Author Topic: If you kill the 60 vote rule in the Senate, then the Senate becomes meaningless.  (Read 1178 times)

DJQuag

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Originally, Senators were supposed to be a counterweight against the hordes of idiotic, uninformed voters.

The State governments would choose people who they trusted to be intelligent. Successful merchants, scientists, respected clergy, whatever.

The 17th amendment changed this so Senators were voted in directly by the people. They then brought in the 60 rule, just so the Senate wasn't subject to the tyranny of the mob.

On a pragmatic level, I shudder to think at who the majority R state  governments would choose as Senators. On an idealistic level, there really does need to be a level of government removed from Trumptards or even, if you're looking at this from the other side, citizens who agreed with everything that Obama did simply because he's black.

You remove the 60 rule, the Senate becomes exactly the same as the House, and it becomes meaningless.

TheDrake

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It used to be that there was no ability in the Senate to force even an individual member to give up the floor. The cloture rule came about in 1917, and it was originally 2/3. This is actually weaker than prior to the cloture rule.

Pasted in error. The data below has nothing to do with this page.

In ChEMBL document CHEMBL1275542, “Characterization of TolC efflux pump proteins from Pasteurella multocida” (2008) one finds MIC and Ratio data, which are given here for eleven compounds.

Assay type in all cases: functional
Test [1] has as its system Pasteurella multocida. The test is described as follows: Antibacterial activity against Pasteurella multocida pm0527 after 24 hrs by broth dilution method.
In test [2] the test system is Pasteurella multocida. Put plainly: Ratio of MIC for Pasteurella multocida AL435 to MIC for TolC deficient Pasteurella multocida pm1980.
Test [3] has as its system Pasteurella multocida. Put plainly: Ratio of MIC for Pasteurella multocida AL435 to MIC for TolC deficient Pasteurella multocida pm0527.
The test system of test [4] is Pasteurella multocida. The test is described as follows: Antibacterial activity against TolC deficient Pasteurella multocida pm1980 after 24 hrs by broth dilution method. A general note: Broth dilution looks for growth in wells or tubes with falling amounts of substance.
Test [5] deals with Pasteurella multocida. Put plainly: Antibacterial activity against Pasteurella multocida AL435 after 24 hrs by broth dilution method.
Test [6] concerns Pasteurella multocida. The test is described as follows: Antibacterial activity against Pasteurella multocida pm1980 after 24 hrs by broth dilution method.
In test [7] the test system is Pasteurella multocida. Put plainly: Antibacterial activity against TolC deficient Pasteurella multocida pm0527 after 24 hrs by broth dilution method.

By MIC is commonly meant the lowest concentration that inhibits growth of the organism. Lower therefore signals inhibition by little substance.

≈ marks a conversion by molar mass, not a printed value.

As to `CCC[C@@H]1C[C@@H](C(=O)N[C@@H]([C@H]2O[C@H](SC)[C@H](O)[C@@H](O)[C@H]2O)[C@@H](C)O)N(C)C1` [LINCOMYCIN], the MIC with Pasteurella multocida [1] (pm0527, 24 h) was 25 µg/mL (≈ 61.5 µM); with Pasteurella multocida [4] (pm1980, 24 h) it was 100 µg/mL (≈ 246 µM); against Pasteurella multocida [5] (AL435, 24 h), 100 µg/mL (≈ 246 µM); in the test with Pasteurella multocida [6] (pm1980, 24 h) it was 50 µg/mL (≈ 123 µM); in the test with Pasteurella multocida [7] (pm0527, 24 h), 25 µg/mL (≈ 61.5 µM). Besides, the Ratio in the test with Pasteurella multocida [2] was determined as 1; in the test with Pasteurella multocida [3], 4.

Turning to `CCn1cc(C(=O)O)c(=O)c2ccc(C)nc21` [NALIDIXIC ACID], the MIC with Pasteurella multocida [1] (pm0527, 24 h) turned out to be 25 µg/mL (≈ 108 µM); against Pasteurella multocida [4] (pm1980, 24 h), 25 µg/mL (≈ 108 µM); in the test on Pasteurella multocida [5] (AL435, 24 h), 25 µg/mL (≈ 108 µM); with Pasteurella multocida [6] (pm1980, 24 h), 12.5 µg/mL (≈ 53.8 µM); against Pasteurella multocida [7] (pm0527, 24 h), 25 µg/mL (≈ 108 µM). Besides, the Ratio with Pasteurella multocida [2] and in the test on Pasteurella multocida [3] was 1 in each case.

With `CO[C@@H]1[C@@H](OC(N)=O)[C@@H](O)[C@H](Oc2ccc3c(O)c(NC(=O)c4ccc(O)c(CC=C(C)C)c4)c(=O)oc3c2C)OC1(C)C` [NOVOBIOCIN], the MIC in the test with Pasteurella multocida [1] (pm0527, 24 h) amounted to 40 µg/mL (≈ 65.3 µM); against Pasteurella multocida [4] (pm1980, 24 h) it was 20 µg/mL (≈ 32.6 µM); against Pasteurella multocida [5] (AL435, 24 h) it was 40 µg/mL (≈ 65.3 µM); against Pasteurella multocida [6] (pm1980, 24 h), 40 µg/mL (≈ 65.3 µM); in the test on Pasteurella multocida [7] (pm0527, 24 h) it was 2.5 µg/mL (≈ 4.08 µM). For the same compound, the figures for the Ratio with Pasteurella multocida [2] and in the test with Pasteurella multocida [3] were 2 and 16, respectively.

The Senate still wouldn't become exactly the same as the House, as representing citizens statewide is different than cavorting around your district (at least in larger states). Let's not also forget that the Senate still has proportional votes by state, and that doesn't change, so there's a distinct difference there (which always has California and Texas gnashing their teeth, because they can be cancelled out by NH and Wyoming in that body).

A true voting supermajority was never envisioned by the Constitution, or it would have been written that way. The filibuster was a hack used by the minority to halt legislation they didn't like.

I believe the purpose of the Senate was badly broken by the 17th, and it has led to federal encroachment on state's rights that have undermined the 10th Amendment. Imagine though, that the entire freedom caucus (and quite a few progressives) would be apoplectic about senate appointments.

Without the 17th, Bernie Sanders is never going to hold a seat.

yossarian22c

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Until Gerrymandering gets under control the 17th is one of the only checks against politicians drawing their own safe districts that give a permanent structural advantage to one side over the other. That doesn't mean all states are toss ups but at least the politicians don't get to redraw the lines every 10 years to keep them that way.